“It seems like we’ve had storms coming in every couple of days, so they are not right on top of each other,” Jon said. “That gives the streams some time to recede.”

When there is not adequate flow, the salmon often wait for the streams to rise. On the other hand, too much flow can wash salmon eggs out of the streambed.

Last week’s rains got the chum salmon moving into most of the East Kitsap streams, Jon told me.

“I checked Chico Creek on Wednesday, and there were almost 11,000 fish in there and going up about as far as they can get,” he said.

A good escapement for the Chico Creek system is between 12,000 and 15,000 chum, and there is still more than a month left — assuming a typical timing of the run, he said. But things are looking a little different this year, he noted, and the bulk of the run may have arrived already.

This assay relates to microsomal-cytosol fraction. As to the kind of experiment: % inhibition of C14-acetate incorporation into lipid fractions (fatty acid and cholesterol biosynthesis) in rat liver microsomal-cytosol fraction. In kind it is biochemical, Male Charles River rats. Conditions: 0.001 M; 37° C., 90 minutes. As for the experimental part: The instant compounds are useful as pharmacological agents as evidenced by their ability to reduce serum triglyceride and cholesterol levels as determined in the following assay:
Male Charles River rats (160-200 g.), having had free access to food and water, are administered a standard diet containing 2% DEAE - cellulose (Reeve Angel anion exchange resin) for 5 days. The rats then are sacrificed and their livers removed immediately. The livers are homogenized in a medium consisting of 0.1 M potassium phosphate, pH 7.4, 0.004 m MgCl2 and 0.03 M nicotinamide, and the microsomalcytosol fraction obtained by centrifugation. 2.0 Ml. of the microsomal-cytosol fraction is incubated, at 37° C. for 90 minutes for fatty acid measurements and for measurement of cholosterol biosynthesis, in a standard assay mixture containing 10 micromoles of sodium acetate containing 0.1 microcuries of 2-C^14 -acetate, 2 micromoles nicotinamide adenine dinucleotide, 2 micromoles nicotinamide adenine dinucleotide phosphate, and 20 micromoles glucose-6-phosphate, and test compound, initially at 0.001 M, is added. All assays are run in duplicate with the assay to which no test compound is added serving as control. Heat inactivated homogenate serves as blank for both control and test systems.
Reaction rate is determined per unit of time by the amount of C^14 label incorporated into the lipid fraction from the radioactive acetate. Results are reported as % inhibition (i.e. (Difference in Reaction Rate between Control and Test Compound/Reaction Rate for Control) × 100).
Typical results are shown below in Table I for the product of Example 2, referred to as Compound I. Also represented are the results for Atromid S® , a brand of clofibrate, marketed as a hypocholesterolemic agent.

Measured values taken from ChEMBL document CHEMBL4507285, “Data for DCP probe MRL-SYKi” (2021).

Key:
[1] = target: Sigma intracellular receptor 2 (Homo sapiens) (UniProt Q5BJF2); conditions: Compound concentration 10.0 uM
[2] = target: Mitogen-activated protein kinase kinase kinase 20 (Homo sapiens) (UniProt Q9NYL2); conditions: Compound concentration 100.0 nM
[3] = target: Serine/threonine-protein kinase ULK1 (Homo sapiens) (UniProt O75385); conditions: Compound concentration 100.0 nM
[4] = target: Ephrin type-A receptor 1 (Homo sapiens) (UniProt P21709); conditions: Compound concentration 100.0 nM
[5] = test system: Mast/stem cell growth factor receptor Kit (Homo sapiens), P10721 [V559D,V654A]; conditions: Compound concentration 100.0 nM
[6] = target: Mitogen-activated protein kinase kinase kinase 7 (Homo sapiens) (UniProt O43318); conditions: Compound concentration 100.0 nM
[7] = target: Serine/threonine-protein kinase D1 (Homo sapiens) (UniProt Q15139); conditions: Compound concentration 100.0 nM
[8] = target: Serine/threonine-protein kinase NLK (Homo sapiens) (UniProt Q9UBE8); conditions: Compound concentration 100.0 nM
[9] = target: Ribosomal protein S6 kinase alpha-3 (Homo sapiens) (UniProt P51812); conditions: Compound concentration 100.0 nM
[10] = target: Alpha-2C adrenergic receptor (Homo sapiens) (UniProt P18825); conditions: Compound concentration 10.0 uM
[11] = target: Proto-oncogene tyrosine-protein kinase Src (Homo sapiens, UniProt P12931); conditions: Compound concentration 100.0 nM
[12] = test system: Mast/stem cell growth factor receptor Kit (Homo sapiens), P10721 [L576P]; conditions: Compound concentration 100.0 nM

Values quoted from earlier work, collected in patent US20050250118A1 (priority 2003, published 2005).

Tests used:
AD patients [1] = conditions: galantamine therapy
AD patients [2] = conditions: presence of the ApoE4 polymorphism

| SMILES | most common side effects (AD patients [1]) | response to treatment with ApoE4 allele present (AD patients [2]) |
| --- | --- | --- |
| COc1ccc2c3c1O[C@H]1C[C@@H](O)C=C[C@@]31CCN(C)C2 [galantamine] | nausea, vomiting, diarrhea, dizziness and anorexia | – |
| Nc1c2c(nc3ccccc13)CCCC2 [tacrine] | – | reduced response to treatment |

One indication that timing could be different this year is that Gorst Creek already has a fair number of chum salmon — perhaps 500 — yet the Gorst Creek run usually comes in later and continues well into December.

Is it possible that all or most of the salmon runs are coming in early? It’s a question that only time will answer.

Jon told me that he’s a bit water-logged at the moment, trying to count fish in the rain with the streams running high.

“I’m pretty happy about it,” Jon said. “I have my fish up where they need to be, but it’s just hard to count them right now. If you’re a fish, this is really working for you.”